SQL SERVER – Exploring SQL Auditing with SQL Compliance Manager

As database administrators, we are constantly quizzed by our superiors to answer questions such as: how secure is our network, how secure is our data, is data secure at rest, is data secure in transition, who is accessing my data? All these are basic yet compelling queries businesses ask. In this age of competitive businesses, organizations are becoming tech savvy in building a secure fort for their critical data. Having worked on many projects in the past, these security measures are something I know are non-negotiable from an implementation point of view for administrators. When on this topic, I am reminded of a conversation I had with a junior DBA named Siva.

Siva: Hi Pinal!

Pinal: Hi Siva, how are you dude?

Siva: I am rocking and have been put onto a spot now from my internal auditing team.

Pinal: Wow, nice. Please shoot your question. Let me see what can be done.

Siva: Our internal auditing team wants to do auditing for our mission-critical sensitive database.

Pinal: Well, it’s easy and as simple as the question you asked.

Siva: Really, are you sure?

Pinal: Yes. Use the out-of-box capability of SQL Server auditing and it is something to play with too.

Siva: Oh, yeah. That is true. But there is a twist. They do want to log everything, but want to make sure our administration/maintenance activities are not logged per se.

Pinal: That is an interesting requirement for sure. But, it is not difficult either – trust me.

Siva: Now you are getting me interested. Please guide me.

Pinal: Well, start looking for filtered audit. Have you looked into it?

Siva: Oh yeah. I do need to look into it. Thanks for the pointer. If you get a chance, please write about these on your blog someday.

Pinal: Sure.

This conversation has been on my mind for quite some time and I have been wanting to write what Siva asked since then.

Simple Auditing Filtering with SQL Server

In the above conversation, I am making an assumption that the administrative tasks are done by the local administrator account like “sa.” The first step is to know the “principal id” of our administrator account. Use the following DMV to know the same:

SELECT name, principal_id FROM sys.server_principals

In our example, the “sa” account will have the principal_id of 1. So that is what we will use in our filter section of audit definition. The next is the audit definition we will create using the filter condition. A typical TSQL construct would look like:

CREATE SERVER AUDIT [Filtered-Audit-2014-10]
TO FILE
(  FILEPATH = N'C:\Temp\'
,MAXSIZE = 0 MB
,MAX_ROLLOVER_FILES = 2147483647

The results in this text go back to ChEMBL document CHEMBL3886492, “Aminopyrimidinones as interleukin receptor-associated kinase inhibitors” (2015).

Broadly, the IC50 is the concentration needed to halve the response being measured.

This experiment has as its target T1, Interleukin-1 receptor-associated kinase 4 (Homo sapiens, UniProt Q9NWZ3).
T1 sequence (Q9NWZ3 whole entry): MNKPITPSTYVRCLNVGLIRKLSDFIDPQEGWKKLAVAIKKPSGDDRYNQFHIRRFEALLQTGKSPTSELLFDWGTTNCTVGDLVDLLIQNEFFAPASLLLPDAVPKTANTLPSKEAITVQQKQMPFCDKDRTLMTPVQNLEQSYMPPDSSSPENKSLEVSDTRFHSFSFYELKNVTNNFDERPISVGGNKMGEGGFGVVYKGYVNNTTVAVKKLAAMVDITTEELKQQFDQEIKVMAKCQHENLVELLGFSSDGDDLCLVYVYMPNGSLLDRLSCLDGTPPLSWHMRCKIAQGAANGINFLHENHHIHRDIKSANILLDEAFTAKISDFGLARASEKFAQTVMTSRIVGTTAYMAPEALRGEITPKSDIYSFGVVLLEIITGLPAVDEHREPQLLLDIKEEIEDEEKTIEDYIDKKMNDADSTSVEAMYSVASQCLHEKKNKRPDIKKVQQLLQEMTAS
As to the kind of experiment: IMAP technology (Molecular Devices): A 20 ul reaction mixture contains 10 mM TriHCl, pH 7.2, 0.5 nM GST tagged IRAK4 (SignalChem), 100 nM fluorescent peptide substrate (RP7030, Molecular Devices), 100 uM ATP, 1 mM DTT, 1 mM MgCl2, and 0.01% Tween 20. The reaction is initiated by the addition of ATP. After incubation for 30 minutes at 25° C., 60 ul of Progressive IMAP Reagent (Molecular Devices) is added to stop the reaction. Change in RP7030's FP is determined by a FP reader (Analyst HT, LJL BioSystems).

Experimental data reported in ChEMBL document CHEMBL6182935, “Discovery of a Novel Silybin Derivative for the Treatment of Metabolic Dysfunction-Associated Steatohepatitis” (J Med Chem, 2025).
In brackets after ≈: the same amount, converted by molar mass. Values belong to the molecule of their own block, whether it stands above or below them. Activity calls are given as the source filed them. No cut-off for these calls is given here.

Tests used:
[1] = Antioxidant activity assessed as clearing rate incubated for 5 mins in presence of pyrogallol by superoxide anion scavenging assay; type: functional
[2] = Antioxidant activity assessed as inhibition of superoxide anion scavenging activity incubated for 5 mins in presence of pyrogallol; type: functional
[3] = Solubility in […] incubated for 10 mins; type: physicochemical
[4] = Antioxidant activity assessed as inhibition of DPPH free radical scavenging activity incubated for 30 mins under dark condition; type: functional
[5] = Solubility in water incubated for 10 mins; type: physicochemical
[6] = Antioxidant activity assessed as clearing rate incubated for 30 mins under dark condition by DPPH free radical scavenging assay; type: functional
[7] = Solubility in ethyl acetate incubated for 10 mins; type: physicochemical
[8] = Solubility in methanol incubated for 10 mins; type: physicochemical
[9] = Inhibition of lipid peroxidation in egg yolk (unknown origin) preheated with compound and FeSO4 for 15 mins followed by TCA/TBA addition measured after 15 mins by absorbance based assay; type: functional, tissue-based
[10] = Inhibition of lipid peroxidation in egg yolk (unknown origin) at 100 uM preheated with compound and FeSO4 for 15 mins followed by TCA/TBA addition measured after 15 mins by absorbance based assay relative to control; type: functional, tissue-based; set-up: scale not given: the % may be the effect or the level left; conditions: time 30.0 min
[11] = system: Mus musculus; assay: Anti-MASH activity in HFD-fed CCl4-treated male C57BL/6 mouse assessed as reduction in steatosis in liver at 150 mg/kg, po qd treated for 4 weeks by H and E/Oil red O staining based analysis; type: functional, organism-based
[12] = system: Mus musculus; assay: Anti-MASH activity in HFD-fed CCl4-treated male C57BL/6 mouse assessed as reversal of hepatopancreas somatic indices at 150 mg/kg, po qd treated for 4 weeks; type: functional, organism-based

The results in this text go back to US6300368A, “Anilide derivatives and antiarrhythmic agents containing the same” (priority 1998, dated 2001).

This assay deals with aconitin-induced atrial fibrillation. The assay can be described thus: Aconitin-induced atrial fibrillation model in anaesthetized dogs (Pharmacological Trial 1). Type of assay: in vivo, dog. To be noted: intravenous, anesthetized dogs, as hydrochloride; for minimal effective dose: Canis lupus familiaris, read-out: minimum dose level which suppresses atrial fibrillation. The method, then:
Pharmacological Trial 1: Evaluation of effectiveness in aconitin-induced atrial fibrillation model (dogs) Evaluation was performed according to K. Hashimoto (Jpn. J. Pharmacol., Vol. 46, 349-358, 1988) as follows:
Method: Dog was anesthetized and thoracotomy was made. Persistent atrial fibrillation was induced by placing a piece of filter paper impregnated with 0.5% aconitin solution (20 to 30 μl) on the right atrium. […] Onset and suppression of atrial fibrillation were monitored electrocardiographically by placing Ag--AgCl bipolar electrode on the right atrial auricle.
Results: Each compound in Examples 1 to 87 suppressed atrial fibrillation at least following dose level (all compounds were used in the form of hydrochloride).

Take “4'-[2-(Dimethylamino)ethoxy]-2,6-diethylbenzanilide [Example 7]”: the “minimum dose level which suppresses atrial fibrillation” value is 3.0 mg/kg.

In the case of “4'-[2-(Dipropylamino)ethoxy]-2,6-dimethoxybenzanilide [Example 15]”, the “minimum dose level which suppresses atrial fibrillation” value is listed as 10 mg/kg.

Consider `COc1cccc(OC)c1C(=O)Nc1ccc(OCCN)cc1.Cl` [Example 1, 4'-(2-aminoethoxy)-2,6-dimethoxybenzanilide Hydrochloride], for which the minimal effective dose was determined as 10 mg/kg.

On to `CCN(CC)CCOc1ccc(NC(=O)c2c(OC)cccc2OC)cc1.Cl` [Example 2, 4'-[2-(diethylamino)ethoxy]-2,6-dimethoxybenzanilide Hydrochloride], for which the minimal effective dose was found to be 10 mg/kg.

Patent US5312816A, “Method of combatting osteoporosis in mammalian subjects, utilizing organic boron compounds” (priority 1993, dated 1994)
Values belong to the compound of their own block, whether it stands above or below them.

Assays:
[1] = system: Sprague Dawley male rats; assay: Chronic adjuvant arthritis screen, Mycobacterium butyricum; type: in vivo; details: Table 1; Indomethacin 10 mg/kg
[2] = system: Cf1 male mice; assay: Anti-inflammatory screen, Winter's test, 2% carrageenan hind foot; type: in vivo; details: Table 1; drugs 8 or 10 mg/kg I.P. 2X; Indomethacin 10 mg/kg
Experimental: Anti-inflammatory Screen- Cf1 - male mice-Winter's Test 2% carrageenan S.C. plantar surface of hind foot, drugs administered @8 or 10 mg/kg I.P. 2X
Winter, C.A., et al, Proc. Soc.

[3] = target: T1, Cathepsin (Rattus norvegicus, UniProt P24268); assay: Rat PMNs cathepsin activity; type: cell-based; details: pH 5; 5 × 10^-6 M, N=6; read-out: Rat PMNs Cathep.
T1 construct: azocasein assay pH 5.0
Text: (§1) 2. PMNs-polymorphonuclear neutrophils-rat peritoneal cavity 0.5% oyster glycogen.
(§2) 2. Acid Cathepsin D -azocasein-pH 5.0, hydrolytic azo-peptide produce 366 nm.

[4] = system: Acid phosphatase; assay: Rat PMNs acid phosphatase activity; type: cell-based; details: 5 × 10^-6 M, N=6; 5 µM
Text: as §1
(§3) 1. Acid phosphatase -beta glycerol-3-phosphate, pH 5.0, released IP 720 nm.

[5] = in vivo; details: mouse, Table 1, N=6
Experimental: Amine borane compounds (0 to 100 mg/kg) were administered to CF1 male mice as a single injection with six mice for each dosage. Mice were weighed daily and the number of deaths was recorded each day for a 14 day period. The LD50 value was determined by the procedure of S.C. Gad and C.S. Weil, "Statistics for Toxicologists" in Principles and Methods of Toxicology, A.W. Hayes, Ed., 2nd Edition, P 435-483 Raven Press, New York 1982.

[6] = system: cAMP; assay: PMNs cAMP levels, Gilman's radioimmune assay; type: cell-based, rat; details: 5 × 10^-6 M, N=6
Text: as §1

,RESERVE_DISK_SPACE = OFF
)
WITH
(  QUEUE_DELAY = 1000
,ON_FAILURE = CONTINUE
)
-- Change server_principal_id as needed
WHERE ([server_principal_id]<>(1))
GO

This is an awesome capability introduced with SQL Server 2012 and is worth a mention today. Now we can go ahead and create a server audit for specific events. Once the audit is enabled, we can go ahead and attach our events to this using the TSQL like below:

CREATE SERVER AUDIT SPECIFICATION [ServerAuditSpecification-20141020]
FOR SERVER AUDIT [Filtered-Audit-2014-10]
ADD (FAILED_LOGIN_GROUP)
GO

In this example, we have gone ahead and created an audit for failed logins. The wish list was to automate for a broader auditing capability with SQL Server.

Advanced Auditing with SQL Compliance Manager

On the topic of auditing I would like to talk a little bit about SQL Compliance Manager from Idera. As much as we would like to customize and use the out-of-box T-SQL functionality, it is sometimes necessary to do the same functionality of auditing in an automated fashion. This is where SQL Compliance Manager comes into play. There are a number of things we can start auditing using this tool. Various configuration options you can do with this tool include:

  1. Logins
  2. Failed Logins
  3. Security Changes
  4. Database Definition
  5. Administrative Activities
  6. User Defined Events

In addition to these, we can audit based on filtered access or we can audit all the events by unchecking the checkbox too. I don’t think we can get an easier configurable option for auditing logins, DDL, admin tasks in such a user friendly format. This in my opinion is the fastest way to configure audits on important tasks.

If you are a savy DBA, then the chances are you can enable all these auditing capabilities using a similar T-SQL script. But this is where I felt there are nice additions to the tool that make it worth a second look.